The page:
Weird Medicine

New ‘Smart Toilet' Checks Your Poop, Urine To Detect Cancer, Kidney Problems, More

Detecting diseases may soon be as easy as going to the comfort room. A new “smart toilet” has been created to help people find early signs of health problems in their poop and urine. 

The technology was designed to find disease markers of cancer, irritable bowel syndrome and kidney failure, among other conditions. Researchers said the toilet may be helpful particularly to people who are genetically predisposed to certain conditions.

"Our concept dates back well over 15 years," Sanjiv Gambhir, a professor and chair of radiology at Stanford Medicine, said in a statement. "When I'd bring it up, people would sort of laugh because it seemed like an interesting idea, but also a bit odd." 

The smart toilet finds signs of diseases through a set of gadgets inside the bowl. The technology uses motion sensing to start testing the user’s urine and poop. 

A built-in camera first records the deposits and uses algorithms to analyze stool consistencies and normal "urodynamics," like flow rate, stream time and total volume. The toilet also releases urinalysis strips to directly measure molecular features of samples. 

The smart toilet then sends data to a cloud-based system for safekeeping and further assessment. Gambhir said he hopes the system may soon be integrated into health care provider's systems for easy access.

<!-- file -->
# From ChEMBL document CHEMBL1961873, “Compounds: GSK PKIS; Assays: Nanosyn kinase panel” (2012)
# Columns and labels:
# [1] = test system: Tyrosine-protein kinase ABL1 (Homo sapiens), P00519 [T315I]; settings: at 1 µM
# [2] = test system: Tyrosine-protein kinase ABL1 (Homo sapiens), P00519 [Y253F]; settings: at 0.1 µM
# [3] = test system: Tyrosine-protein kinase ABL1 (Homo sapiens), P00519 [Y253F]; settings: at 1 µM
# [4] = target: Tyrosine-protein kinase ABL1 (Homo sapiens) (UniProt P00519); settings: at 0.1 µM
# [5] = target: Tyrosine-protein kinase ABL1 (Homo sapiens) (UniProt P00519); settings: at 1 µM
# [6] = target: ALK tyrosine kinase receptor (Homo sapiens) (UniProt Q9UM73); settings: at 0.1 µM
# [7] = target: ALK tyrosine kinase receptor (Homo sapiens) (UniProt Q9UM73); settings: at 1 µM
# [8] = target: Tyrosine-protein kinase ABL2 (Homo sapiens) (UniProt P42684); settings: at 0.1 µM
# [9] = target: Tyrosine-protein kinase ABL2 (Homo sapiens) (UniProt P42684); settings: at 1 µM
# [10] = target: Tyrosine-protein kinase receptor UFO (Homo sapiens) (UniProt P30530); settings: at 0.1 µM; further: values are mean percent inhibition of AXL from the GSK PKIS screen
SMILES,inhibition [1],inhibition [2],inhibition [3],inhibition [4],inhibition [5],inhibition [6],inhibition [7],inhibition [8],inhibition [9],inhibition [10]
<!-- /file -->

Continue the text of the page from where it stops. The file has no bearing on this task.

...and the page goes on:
The researchers tested the smart toilet with 21 participants. The technology appeared capable of detecting 10 different biomarkers and many people expressed that they were very comfortable using it.

"The thing about a smart toilet, though, is that unlike wearables, you can't take it off," Gambhir said. "Everyone uses the bathroom -- there's really no avoiding it -- and that enhances its value as a disease-detecting device."

Smart Toilet: Your Anus Is Your Fingerprint

Gambhir hopes that the smart toilet would become part of the average home bathroom. He also designed an add-on tool that can be integrated into any old porcelain bowl.

Aside from providing a faster way to detect diseases, the smart technology also promises to secure user data. The toilet has a built-in identification system that includes a flush lever that reads fingerprints and a tool that scans the anus for user recognition.

Gambhir said each person’s "anal print is unique." But he noted the doctor or health care provider receiving data from the smart toilet will not access the anus images. 

The researchers plan to enhance the smart toilet with new molecular analysis for stool samples. The team also aims to test the technology with more participants.

Smart Toilet Researchers at Stanford Medicine have developed a "smart toilet" that could detect early signs of health problems in the poop and urine and uses "anus recognition" to secure user data. Pixabay

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